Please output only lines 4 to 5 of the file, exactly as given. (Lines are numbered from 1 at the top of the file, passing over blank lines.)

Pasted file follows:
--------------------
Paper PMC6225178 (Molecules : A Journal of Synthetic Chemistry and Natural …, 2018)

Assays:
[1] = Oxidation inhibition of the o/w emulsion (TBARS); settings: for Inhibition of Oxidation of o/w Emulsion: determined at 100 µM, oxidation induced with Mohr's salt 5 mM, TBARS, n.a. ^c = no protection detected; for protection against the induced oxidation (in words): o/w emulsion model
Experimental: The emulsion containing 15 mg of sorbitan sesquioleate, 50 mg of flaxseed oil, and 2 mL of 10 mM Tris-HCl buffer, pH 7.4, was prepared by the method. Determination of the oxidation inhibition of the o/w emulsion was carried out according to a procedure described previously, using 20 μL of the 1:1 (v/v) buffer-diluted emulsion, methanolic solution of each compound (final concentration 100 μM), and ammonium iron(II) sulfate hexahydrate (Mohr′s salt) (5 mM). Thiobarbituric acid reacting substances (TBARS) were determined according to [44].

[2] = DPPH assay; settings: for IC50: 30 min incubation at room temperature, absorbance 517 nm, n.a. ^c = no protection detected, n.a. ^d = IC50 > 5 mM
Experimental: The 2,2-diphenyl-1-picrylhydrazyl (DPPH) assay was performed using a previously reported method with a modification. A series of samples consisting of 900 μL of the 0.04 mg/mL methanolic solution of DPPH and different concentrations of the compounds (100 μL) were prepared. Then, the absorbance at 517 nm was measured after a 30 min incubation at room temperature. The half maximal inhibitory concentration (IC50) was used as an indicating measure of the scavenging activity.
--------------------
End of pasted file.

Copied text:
Experimental: The emulsion containing 15 mg of sorbitan sesquioleate, 50 mg of flaxseed oil, and 2 mL of 10 mM Tris-HCl buffer, pH 7.4, was prepared by the method. Determination of the oxidation inhibition of the o/w emulsion was carried out according to a procedure described previously, using 20 μL of the 1:1 (v/v) buffer-diluted emulsion, methanolic solution of each compound (final concentration 100 μM), and ammonium iron(II) sulfate hexahydrate (Mohr′s salt) (5 mM). Thiobarbituric acid reacting substances (TBARS) were determined according to [44].

[2] = DPPH assay; settings: for IC50: 30 min incubation at room temperature, absorbance 517 nm, n.a. ^c = no protection detected, n.a. ^d = IC50 > 5 mM